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The Midrange Manager: What's in Your 2003 IT Budget?

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This is the time of year when many iSeries IT managers are reviewing or planning their budgets for 2003. Granted, some do it at other times of the year because of fiscal year planning, but the vast majority of iSeries shops are in small to medium-sized businesses, and they typically budget on a calendar year basis.

From what I have been able to research, it appears that IT budgets for next year have been reduced just slightly or are roughly the same as 2002. What's even more interesting is that some iSeries IT managers don't actually have final budget authority, but rather consult with the controller, treasurer, VP of finance, or some similar position. This typically occurs in smaller iSeries shops with few employees.

Where are IT budgets going to go in 2003? If we are being asked to do more with less in 2003, we need something included in the 2003 budget that perhaps we may not have previously considered: training for the staff.

If your company needs your staff to produce more, the solution is not to just expect the staff to work more hours; the solution is to train them in the new technologies, technologies that--more than likely--you already paid for and own. For example, what is the cost of having an existing staff member attempt to implement an in-house Web site that is hosted on your iSeries? You probably already own the iSeries' Web server. You probably already own a CGI language. You probably already have the iSeries on a network connected to a T1 or similar communications line. So what would it cost?

If the staff you've assigned to implement the Web presence is unfamiliar with the various Web technologies, they may spend a couple of weeks configuring your Web server and many, many weeks building the applications that run on the Web. If they don't know what the technologies you have installed can do, then they may simply recommend purchasing software, such as Lotus Domino.

The Domino route will cost about $5,000, depending on the configuration and processor group. If you end up licensing all Domino features and add-ons, then you're looking at $25,000 or so. In addition, you have to add in the costs of training employees, whether it's instructor-led training or self-taught on company time. In the end, Domino may be a good choice for an intranet or extranet for up to 5,000 users.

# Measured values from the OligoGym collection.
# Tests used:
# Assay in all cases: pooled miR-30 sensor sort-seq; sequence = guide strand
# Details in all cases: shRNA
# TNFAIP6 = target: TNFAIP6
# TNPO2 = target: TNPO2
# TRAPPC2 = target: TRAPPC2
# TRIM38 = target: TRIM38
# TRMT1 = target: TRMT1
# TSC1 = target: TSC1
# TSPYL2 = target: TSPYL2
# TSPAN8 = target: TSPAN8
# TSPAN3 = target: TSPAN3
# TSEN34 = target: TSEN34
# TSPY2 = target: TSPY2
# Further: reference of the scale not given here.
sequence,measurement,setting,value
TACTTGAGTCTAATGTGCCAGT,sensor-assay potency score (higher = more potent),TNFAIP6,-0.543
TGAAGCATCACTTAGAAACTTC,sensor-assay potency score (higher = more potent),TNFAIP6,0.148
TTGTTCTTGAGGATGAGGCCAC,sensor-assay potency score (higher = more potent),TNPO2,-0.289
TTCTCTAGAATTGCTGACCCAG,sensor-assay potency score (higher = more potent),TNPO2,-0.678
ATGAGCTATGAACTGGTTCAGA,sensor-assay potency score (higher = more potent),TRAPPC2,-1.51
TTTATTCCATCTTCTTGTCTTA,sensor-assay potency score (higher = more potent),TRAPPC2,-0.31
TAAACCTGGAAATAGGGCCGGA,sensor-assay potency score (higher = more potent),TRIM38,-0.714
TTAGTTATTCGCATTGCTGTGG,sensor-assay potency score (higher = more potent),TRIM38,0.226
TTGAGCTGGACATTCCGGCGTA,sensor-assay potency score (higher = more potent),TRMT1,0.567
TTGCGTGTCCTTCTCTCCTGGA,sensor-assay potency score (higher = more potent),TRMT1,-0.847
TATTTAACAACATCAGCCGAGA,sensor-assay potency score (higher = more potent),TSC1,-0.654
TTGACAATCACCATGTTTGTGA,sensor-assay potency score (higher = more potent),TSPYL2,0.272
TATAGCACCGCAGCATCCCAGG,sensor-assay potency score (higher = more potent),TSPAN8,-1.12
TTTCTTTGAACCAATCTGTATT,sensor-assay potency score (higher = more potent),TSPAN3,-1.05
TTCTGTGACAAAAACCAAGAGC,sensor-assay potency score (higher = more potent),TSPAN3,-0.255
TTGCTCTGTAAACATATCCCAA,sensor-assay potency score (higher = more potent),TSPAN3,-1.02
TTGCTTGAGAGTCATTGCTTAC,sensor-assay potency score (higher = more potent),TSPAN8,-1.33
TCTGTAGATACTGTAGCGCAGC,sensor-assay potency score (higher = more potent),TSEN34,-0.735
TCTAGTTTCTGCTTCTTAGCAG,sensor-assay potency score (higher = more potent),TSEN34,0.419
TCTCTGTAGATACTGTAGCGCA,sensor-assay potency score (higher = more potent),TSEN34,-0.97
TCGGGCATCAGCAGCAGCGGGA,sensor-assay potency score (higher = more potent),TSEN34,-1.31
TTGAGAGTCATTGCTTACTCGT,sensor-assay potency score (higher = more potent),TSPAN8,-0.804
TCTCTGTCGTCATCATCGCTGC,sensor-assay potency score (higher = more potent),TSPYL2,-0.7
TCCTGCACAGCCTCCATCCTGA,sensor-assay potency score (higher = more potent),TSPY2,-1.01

This is just one example. Budgeting for training in some organizations is actually not done. Instead, they take appropriate funds from a general fund on an ad hoc basis.

If you want to send staff to COMMON, the IBM iSeries User Group's national IT Education Conference and Expo, then you need to budget for the registration fee, the hotel, and transportation to the event. For national education conferences such as COMMON, I would recommend a per-person budget of $1500 for the registration fee, $500 for airfare and $150 per night for hotels. Some IT CIO's and executives I've talked with budget a simple, flat amount per person per year for education and training. So whether they bring someone in to train staff or they send staff to a national IT education conference, such as COMMON, or they let staff take college courses, they will budget something like $5,000 per staff member per year for training.

The value of keeping your staff trained is that they remain happy and they actually know the new technologies vs. simply guessing. Do you have an application or project backlog? Training your staff to do things smarter, faster, and better will only help reduce that backlog. Take a few days out of their schedule to get them up to speed on the evolutionary technological enhancements to things like iSeries, OS/400, Web, HTML, XML, and RPG IV. You will not only reduce your back log, you'll also help keep your staff happy!


Bob Cozzi is a programmer/consultant, writer/author, and software developer. His popular RPG xTools add-on subprocedure library for RPG IV is fast becoming a standard with RPG developers. His book The Modern RPG Language has been the most widely used RPG programming book for more than a decade. He, along with others, speaks at and produces the highly popular RPG World conference for RPG programmers.

MC Press books written by Robert Cozzi available now on the MC Press Bookstore.

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